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'NARITA 9'


'NARITA 9' at a glance

Image

Left to right: ‘NARITA 9’, its female parent 917K-2 and its female grandparent ‘Enzirabahima’

Ploidy level

3x

Genome group

AAA

Status

Synthetic hybrid

Breeding institutes

NARO and IITA

Breeder's code

 12468S-6

Pedigree

‘Enzirabahima’ (AAA), Musa acuminata ssp. burmannica (Calcutta 4), 'Sinwobogi' (AA), 'Tjau Lagada' (AA), Musa acuminata ssp. malaccensis and 'Guyod' (AA)

ITC code

to be confirmed

Musapedia pages on NARITA hybrids

'NARITA 9' is a high-yielding and disease-resistant hybrid that is related, through its female grandparent, to a group of cooking and beer bananas called East African highland bananas (EAHB). ‘NARITA 9’ is named after NARO and IITA, the institutes that jointly developed the NARITA hybrids[1].

Two crosses were performed to obtain ‘NARITA 9’. The triploid EAHB cultivar ‘Enzirabahima’ was crossed with a wild source of disease resistance to produce a tetraploid. This tetraploid was then crossed with an improved diploid to produce the triploid hybrid ‘NARITA 9’ (see Breeding strategy below).

‘NARITA 9’ has been tested on station in Uganda, and is ready for further evaluation in a broader range of end-users environments (including farmers’ fields), to assess its potential for adoption by farmers and consumers[2]. Its primary use is as a juice type.

Breeding strategy

Breeding scheme for 'NARITA 9'

‘NARITA 9’ is a secondary triploid obtained by crossing a disease-resistant tetraploid (917K-2) with an improved diploid developed by FHIA (SH3217)[3].

The tetraploid female parent 917K-2 was obtained by crossing the triploid EAHB cultivar ‘Enzirabahima’ and Calcutta 4, a genebank accession of the diploid wild species Musa acuminata ssp. burmannica, which provided a copy of the so-called A genome. Calcutta 4 provided the resistance to black leaf streak.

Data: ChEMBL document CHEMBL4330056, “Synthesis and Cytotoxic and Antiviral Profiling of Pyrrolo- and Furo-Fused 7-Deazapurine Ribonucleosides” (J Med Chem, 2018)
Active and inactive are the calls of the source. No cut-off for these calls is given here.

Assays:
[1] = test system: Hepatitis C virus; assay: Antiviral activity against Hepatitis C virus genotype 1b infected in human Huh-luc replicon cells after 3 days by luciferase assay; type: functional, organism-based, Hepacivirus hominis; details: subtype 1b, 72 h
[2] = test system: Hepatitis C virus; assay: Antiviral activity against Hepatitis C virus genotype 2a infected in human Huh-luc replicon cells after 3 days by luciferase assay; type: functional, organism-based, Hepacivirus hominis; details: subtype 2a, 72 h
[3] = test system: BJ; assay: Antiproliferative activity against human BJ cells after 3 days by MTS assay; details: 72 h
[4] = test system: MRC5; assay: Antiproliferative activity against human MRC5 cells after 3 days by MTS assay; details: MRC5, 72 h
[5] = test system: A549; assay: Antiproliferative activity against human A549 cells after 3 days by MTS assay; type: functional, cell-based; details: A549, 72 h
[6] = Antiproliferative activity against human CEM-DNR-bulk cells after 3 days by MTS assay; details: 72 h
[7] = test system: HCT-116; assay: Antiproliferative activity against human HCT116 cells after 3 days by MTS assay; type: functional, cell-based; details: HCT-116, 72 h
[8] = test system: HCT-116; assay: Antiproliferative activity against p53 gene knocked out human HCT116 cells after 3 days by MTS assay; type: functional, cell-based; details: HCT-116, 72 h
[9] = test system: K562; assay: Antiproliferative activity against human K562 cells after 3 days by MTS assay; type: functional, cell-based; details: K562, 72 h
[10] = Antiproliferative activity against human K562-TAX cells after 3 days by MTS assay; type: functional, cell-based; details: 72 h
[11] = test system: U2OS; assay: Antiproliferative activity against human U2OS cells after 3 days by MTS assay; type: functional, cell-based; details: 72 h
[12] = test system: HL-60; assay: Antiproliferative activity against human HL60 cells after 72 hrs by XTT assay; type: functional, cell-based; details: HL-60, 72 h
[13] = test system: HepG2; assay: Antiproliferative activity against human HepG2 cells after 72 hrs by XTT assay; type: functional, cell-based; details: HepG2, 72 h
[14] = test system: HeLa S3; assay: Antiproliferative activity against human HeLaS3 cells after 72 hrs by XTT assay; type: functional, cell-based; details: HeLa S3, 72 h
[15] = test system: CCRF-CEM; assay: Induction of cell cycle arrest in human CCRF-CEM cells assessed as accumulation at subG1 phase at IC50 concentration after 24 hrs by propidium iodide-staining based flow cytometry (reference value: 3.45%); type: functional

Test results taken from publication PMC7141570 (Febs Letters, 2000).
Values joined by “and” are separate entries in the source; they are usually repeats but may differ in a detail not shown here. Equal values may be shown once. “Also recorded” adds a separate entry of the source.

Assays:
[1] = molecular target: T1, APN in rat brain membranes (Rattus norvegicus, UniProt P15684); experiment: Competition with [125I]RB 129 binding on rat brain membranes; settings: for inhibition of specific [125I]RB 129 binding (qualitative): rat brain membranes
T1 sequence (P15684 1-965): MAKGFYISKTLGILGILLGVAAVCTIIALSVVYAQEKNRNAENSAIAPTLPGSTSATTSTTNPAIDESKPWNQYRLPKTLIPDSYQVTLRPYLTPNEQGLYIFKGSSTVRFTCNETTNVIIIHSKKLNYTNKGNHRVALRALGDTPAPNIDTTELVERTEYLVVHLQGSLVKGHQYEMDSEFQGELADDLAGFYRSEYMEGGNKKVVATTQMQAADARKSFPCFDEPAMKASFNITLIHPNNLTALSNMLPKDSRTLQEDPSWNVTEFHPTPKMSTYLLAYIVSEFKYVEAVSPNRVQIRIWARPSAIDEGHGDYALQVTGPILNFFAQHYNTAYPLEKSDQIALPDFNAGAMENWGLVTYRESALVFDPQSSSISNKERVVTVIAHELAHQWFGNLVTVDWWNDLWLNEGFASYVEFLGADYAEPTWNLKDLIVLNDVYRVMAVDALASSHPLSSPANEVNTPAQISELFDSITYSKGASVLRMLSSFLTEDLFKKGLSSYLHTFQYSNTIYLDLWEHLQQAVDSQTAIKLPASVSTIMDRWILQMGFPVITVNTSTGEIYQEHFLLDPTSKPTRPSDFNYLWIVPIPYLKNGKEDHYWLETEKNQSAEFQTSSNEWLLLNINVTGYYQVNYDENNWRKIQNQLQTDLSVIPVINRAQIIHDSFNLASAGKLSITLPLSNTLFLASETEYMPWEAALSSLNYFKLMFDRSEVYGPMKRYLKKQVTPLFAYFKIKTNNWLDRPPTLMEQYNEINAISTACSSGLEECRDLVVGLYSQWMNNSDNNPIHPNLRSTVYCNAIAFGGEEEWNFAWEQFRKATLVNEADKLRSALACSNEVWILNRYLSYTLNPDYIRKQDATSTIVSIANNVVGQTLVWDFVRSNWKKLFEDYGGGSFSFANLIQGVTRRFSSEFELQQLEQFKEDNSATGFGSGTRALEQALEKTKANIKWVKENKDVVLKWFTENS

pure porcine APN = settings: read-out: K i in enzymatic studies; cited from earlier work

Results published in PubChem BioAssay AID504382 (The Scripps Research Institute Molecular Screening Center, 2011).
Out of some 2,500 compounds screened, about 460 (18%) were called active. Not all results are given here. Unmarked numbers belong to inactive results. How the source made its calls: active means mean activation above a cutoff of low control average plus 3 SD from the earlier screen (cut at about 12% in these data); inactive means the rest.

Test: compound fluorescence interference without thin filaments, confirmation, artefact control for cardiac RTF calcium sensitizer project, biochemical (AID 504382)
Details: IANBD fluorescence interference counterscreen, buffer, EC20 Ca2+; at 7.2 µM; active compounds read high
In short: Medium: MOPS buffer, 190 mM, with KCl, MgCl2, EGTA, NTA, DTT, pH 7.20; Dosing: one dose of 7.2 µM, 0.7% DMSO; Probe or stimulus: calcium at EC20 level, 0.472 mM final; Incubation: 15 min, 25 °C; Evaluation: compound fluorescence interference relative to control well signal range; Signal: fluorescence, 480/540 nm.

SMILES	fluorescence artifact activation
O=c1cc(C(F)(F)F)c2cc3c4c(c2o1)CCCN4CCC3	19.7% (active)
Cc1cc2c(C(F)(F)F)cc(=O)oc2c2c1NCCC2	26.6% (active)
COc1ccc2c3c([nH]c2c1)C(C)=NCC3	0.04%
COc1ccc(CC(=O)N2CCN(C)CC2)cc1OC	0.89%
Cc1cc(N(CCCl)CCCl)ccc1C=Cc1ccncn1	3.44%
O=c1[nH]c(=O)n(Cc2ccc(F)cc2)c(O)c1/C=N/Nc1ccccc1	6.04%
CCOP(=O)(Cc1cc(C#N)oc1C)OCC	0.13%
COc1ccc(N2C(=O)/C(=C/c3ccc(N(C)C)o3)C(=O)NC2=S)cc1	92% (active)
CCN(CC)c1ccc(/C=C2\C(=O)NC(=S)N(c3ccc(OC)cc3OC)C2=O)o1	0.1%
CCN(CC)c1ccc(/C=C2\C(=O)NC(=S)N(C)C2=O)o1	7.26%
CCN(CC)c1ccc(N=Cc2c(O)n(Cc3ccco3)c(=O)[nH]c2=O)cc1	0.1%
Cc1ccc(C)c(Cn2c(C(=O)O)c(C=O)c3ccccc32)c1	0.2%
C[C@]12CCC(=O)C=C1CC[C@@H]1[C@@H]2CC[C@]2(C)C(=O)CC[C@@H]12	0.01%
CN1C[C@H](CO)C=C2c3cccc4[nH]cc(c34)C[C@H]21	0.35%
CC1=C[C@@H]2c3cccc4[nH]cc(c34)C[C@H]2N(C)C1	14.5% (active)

The  diploid male parent SH3217 was the product of a cross between two improved diploids: SH2095 and SH2766. The parents of SH2095 were the products of a cross between 'Sinwobogi' (AA) and 'Tjau Lagada' (AA)  and of a cross between Musa acuminata ssp. malaccensis and 'Guyod' (AA). The parents of the improved diploid SH2766 were 'Tjau Lagada' (AA) and the product of a cross between Musa acuminata ssp. malaccensis and 'Guyod' (AA).

Agronomic performance

The following agronomic data were collected during a preliminary yield trial carried out by IITA and NARO at Namulonge in Central Uganda[3]:

Traits
NARITA 9*
Plant height at flowering (cm)
286.6
Pseudostem girth at flowering (cm)
49.5
Time from flowering to harvest (days)
167.1
Bunch weight (kg)
16.8
Number of hands
7.6
Number of fingers
118.9
Fruit circumference (cm)
13.0
Fruit length (cm)
20.6
Number of functional leaves at flowering
9.5
Number of functional leaves at harvest
1.9
Height of tallest sucker at flowering (cm)
228.0
Height of tallest sucker at harvest (cm)
265.5
Youngest leaf spotted at flowering
7.4
Youngest leaf spotted at harvest
2.0
Survival rate (%)
90
* Data are averages for 10 plants evaluated over three crop cycles.

Reaction to diseases and pests

The scores for number of functional leaves and youngest leaf spotted at flowering and harvest indicate medium resistance to black leaf streak.

References

1. IITA press release on the first ever high-yielding matooke hybrids.
2. IITA press release on project to boost banana production in Uganda and Tanzania.
3. Tushemereirwe W, Batte M, Nyine M, Tumuhimbise R, Barekye A, Tendo S, Kubiriba J, Lorenzen J and Swennen R. 2015. Performance of NARITA banana hybrids in the preliminary yield trial for three cycles in Uganda.

Also on this website

Browse photos of NARITA hybrids in Musarama

Official website of Uganda's National Agricultural Research Organization, NARO and its banana research program